• 68°

City of Batesville announces furlough of employees

The City of Batesville will save about $20,000 a week in salaries with the furlough of 42 city employees beginning with the next pay period April 30. Full-time and part-time workers make up the group that will not report back to work after next Wednesday, until further notice.

Workers from each department, including fire and police, will be part of the cost-saving measure as city officials begin to prepare for an expected budget shortfall. The decision to furlough workers was confirmed by Mayor Jerry Autrey late Wednesday following an executive session meeting of the Mayor and Board of Aldermen.

Autrey said Public Works director David Karr had met with each department superintendent Wednesday and with all affected employees Thursday morning. Those 42 employees will maintain their employment status and continue to have their insurance premiums paid, and leave time accrued, while on furlough.

Because of an anticipated reduction in the amount of sales tax diversion checks, especially in June and July (for taxes collected in March and April), the city’s shortfall is almost guaranteed, but no one can accurately predict how much. Building fees, court fines, and several other revenues of income for the city has also been drastically reduced, or eliminated, during the shelter in place order a month ago.

Most of the 42 employees chosen by department heads for furlough will actually see an increase in their weekly pay because of the extra $600 a week provided for out-of-work employees through the federal government’s CARES relief package.

New hires in both the police and fire departments planned for this spring and summer have been put on hold.

The typical full-time employee will receive about $235 regular unemployment benefit each week, plus the $600 from federal sources. That program will run through the end of July. Anyone still collecting benefits at that time will be cut back to the regular amount unless the program is extended.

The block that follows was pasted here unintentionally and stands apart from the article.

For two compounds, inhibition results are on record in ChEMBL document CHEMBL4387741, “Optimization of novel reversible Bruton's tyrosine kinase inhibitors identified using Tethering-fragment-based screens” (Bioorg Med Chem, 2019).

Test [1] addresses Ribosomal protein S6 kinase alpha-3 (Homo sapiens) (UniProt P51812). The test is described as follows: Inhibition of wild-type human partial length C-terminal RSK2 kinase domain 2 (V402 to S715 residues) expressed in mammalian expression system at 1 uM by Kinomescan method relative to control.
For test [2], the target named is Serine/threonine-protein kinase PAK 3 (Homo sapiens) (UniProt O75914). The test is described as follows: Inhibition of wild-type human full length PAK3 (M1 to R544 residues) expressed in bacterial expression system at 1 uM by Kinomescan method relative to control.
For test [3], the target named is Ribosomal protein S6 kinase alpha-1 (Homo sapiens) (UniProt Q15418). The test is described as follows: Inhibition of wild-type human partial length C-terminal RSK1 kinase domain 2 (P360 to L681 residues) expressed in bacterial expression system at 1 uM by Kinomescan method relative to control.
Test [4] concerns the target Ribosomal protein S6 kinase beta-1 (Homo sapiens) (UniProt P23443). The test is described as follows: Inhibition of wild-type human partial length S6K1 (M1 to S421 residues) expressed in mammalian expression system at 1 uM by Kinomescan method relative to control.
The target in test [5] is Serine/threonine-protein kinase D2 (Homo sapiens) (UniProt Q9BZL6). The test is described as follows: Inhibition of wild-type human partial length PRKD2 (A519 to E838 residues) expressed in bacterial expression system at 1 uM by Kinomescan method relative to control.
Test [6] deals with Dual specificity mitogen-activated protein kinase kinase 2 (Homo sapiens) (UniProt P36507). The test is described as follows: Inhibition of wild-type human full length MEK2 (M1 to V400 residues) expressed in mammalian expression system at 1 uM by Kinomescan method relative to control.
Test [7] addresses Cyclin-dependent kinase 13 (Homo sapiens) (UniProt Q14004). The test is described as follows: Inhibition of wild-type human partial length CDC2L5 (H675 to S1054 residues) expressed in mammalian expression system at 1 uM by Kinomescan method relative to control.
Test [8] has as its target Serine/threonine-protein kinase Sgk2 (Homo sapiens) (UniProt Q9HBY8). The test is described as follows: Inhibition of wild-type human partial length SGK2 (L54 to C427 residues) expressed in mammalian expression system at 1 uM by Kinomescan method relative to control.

Karr said the city hopes to bring back all the employees placed on furlough sooner than July 31. “We are just doing this to get ahead of a problem that would probably come up in August and September and if we do this now our employees can get through it a lot better with the extra money that is available at this point,” he said. “That money won’t be there in August.”

City employees on furlough will still be required to maintain their eligibility to work, and be available when called back, Karr said. Workers will soon begin to be called to City Hall where the City Clerk’s office will assist each one with paperwork to file for unemployment benefits, and make sure each one understands his or her responsibilities during the furlough.

The city will continue to contribute to the state’s Public Employees Retirement System during the furlough, but employees will be responsible for contributing their personal nine percent to the fund. That will likely require the employees to bring money for their part to City Hall each month they are furloughed and the city will send one check to the PERS offices.

Karr said all employees he met with were understanding of the situation and grateful for the opportunity to retain their employment during the economic downturn. “I stressed to the superintendents that nobody is losing their job and everybody is a valuable asset to this city. It’s just something that had to be done,” he said.

“That being said, the public is going to have to be patient and understand what this is going to mean. If you put some limbs out on the curb they might not get picked up tomorrow. It might be next week when we are able to get to them, but our people are going to do the best we can to make up the difference. We have some really good employees and I know with everybody working together we will get through this,” he said.